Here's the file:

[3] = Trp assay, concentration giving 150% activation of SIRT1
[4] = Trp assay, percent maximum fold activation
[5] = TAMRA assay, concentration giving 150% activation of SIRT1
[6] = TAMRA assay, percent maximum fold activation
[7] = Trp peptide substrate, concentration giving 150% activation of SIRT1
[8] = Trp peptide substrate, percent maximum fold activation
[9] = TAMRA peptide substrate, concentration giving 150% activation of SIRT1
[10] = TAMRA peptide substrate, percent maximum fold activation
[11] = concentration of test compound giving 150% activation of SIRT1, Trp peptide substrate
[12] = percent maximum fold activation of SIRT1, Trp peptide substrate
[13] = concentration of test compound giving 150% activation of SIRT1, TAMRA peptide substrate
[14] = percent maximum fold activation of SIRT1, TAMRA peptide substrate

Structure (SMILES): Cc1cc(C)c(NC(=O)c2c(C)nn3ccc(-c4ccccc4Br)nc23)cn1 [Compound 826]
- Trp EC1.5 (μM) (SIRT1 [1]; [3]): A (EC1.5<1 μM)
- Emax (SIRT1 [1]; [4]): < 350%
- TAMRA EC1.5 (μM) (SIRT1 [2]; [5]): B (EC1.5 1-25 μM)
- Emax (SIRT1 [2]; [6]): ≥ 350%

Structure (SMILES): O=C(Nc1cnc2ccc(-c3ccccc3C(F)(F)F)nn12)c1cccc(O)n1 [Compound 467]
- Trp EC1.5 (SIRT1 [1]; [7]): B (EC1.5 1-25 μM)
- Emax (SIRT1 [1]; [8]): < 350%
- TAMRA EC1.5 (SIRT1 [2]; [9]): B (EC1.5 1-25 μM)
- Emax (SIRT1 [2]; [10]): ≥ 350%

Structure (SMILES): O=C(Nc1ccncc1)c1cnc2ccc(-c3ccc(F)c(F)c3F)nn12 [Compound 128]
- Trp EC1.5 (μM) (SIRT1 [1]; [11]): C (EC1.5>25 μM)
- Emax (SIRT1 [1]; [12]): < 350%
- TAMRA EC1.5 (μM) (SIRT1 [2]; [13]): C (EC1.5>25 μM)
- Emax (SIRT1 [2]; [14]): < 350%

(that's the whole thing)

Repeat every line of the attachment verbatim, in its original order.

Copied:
[3] = Trp assay, concentration giving 150% activation of SIRT1
[4] = Trp assay, percent maximum fold activation
[5] = TAMRA assay, concentration giving 150% activation of SIRT1
[6] = TAMRA assay, percent maximum fold activation
[7] = Trp peptide substrate, concentration giving 150% activation of SIRT1
[8] = Trp peptide substrate, percent maximum fold activation
[9] = TAMRA peptide substrate, concentration giving 150% activation of SIRT1
[10] = TAMRA peptide substrate, percent maximum fold activation
[11] = concentration of test compound giving 150% activation of SIRT1, Trp peptide substrate
[12] = percent maximum fold activation of SIRT1, Trp peptide substrate
[13] = concentration of test compound giving 150% activation of SIRT1, TAMRA peptide substrate
[14] = percent maximum fold activation of SIRT1, TAMRA peptide substrate

Structure (SMILES): Cc1cc(C)c(NC(=O)c2c(C)nn3ccc(-c4ccccc4Br)nc23)cn1 [Compound 826]
- Trp EC1.5 (μM) (SIRT1 [1]; [3]): A (EC1.5<1 μM)
- Emax (SIRT1 [1]; [4]): < 350%
- TAMRA EC1.5 (μM) (SIRT1 [2]; [5]): B (EC1.5 1-25 μM)
- Emax (SIRT1 [2]; [6]): ≥ 350%

Structure (SMILES): O=C(Nc1cnc2ccc(-c3ccccc3C(F)(F)F)nn12)c1cccc(O)n1 [Compound 467]
- Trp EC1.5 (SIRT1 [1]; [7]): B (EC1.5 1-25 μM)
- Emax (SIRT1 [1]; [8]): < 350%
- TAMRA EC1.5 (SIRT1 [2]; [9]): B (EC1.5 1-25 μM)
- Emax (SIRT1 [2]; [10]): ≥ 350%

Structure (SMILES): O=C(Nc1ccncc1)c1cnc2ccc(-c3ccc(F)c(F)c3F)nn12 [Compound 128]
- Trp EC1.5 (μM) (SIRT1 [1]; [11]): C (EC1.5>25 μM)
- Emax (SIRT1 [1]; [12]): < 350%
- TAMRA EC1.5 (μM) (SIRT1 [2]; [13]): C (EC1.5>25 μM)
- Emax (SIRT1 [2]; [14]): < 350%